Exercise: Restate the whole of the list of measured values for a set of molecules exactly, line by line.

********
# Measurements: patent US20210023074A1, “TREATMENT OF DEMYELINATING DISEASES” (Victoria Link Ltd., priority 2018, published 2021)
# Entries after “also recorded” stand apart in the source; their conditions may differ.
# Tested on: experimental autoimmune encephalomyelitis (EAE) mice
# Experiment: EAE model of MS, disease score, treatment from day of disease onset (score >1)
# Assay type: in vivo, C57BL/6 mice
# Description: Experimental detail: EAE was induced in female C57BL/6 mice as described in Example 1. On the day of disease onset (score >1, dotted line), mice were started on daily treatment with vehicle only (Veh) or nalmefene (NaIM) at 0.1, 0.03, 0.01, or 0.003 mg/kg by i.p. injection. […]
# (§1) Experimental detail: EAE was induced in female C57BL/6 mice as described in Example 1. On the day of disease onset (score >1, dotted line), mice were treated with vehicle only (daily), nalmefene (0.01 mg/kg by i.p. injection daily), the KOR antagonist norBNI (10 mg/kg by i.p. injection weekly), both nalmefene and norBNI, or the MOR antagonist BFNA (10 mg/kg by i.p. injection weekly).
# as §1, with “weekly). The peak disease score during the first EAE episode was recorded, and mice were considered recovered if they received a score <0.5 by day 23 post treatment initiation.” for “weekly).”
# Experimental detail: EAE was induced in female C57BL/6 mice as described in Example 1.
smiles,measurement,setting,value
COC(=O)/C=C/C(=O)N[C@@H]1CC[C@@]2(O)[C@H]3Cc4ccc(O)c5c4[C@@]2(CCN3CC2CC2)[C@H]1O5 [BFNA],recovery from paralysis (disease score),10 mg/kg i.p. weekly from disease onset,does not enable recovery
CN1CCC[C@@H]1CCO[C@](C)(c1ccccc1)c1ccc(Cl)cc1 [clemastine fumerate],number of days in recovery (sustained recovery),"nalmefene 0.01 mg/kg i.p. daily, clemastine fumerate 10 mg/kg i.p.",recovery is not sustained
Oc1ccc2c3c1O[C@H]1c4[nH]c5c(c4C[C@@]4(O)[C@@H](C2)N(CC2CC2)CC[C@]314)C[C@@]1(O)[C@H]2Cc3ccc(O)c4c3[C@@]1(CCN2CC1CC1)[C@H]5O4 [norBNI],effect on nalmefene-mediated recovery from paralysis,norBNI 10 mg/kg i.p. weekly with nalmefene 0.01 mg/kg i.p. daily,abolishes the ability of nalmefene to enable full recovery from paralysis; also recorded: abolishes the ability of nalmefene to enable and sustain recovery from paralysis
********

# Measurements: patent US20210023074A1, “TREATMENT OF DEMYELINATING DISEASES” (Victoria Link Ltd., priority 2018, published 2021)
# Entries after “also recorded” stand apart in the source; their conditions may differ.
# Tested on: experimental autoimmune encephalomyelitis (EAE) mice
# Experiment: EAE model of MS, disease score, treatment from day of disease onset (score >1)
# Assay type: in vivo, C57BL/6 mice
# Description: Experimental detail: EAE was induced in female C57BL/6 mice as described in Example 1. On the day of disease onset (score >1, dotted line), mice were started on daily treatment with vehicle only (Veh) or nalmefene (NaIM) at 0.1, 0.03, 0.01, or 0.003 mg/kg by i.p. injection. […]
# (§1) Experimental detail: EAE was induced in female C57BL/6 mice as described in Example 1. On the day of disease onset (score >1, dotted line), mice were treated with vehicle only (daily), nalmefene (0.01 mg/kg by i.p. injection daily), the KOR antagonist norBNI (10 mg/kg by i.p. injection weekly), both nalmefene and norBNI, or the MOR antagonist BFNA (10 mg/kg by i.p. injection weekly).
# as §1, with “weekly). The peak disease score during the first EAE episode was recorded, and mice were considered recovered if they received a score <0.5 by day 23 post treatment initiation.” for “weekly).”
# Experimental detail: EAE was induced in female C57BL/6 mice as described in Example 1.
smiles,measurement,setting,value
COC(=O)/C=C/C(=O)N[C@@H]1CC[C@@]2(O)[C@H]3Cc4ccc(O)c5c4[C@@]2(CCN3CC2CC2)[C@H]1O5 [BFNA],recovery from paralysis (disease score),10 mg/kg i.p. weekly from disease onset,does not enable recovery
CN1CCC[C@@H]1CCO[C@](C)(c1ccccc1)c1ccc(Cl)cc1 [clemastine fumerate],number of days in recovery (sustained recovery),"nalmefene 0.01 mg/kg i.p. daily, clemastine fumerate 10 mg/kg i.p.",recovery is not sustained
Oc1ccc2c3c1O[C@H]1c4[nH]c5c(c4C[C@@]4(O)[C@@H](C2)N(CC2CC2)CC[C@]314)C[C@@]1(O)[C@H]2Cc3ccc(O)c4c3[C@@]1(CCN2CC1CC1)[C@H]5O4 [norBNI],effect on nalmefene-mediated recovery from paralysis,norBNI 10 mg/kg i.p. weekly with nalmefene 0.01 mg/kg i.p. daily,abolishes the ability of nalmefene to enable full recovery from paralysis; also recorded: abolishes the ability of nalmefene to enable and sustain recovery from paralysis